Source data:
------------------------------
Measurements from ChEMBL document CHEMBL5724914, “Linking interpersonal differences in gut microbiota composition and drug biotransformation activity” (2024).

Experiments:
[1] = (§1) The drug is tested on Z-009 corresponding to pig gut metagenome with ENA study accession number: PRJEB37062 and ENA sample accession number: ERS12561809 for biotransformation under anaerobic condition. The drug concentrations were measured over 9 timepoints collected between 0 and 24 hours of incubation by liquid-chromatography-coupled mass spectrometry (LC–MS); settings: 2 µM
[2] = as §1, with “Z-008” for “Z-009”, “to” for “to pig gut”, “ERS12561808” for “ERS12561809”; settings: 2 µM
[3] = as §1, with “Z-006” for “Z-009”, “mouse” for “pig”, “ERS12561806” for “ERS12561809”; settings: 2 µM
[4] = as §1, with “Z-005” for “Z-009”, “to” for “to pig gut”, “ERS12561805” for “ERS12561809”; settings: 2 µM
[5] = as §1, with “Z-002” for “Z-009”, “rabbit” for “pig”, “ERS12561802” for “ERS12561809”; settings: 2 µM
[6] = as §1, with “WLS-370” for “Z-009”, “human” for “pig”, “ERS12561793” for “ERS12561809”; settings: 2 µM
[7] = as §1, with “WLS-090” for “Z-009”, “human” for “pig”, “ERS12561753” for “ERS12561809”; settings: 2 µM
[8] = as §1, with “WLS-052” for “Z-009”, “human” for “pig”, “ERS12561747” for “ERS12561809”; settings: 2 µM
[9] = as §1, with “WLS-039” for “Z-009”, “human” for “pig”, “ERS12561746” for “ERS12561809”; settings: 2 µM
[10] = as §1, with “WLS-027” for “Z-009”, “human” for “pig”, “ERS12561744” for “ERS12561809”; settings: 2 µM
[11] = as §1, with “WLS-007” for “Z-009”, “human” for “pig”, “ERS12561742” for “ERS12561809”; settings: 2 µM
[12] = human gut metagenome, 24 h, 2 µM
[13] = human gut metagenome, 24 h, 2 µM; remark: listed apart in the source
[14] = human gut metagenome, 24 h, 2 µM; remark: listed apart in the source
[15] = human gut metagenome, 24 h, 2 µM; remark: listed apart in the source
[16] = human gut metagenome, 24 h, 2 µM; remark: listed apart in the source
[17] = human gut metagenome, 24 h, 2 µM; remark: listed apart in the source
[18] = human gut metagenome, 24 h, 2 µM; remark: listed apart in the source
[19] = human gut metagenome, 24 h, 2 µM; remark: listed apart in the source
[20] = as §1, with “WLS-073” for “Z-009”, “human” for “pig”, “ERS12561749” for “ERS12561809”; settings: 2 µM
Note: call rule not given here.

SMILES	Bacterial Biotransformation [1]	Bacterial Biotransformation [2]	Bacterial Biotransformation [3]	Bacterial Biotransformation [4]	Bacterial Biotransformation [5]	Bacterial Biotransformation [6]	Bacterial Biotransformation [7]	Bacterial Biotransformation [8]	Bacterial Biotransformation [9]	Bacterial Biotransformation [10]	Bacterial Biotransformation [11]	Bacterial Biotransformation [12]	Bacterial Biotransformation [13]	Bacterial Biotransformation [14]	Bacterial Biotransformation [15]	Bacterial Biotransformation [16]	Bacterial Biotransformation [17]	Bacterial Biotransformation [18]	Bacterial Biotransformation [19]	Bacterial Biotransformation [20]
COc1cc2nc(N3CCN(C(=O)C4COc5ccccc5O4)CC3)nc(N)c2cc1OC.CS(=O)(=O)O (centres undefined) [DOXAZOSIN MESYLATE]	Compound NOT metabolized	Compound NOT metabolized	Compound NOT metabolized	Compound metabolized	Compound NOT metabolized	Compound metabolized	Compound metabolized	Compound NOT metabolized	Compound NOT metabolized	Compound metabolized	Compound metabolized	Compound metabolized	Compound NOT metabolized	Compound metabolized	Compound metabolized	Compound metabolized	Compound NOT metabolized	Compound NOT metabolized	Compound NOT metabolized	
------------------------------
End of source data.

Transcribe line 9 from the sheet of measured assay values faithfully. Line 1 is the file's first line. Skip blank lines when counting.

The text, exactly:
[7] = as §1, with “WLS-090” for “Z-009”, “human” for “pig”, “ERS12561753” for “ERS12561809”; settings: 2 µM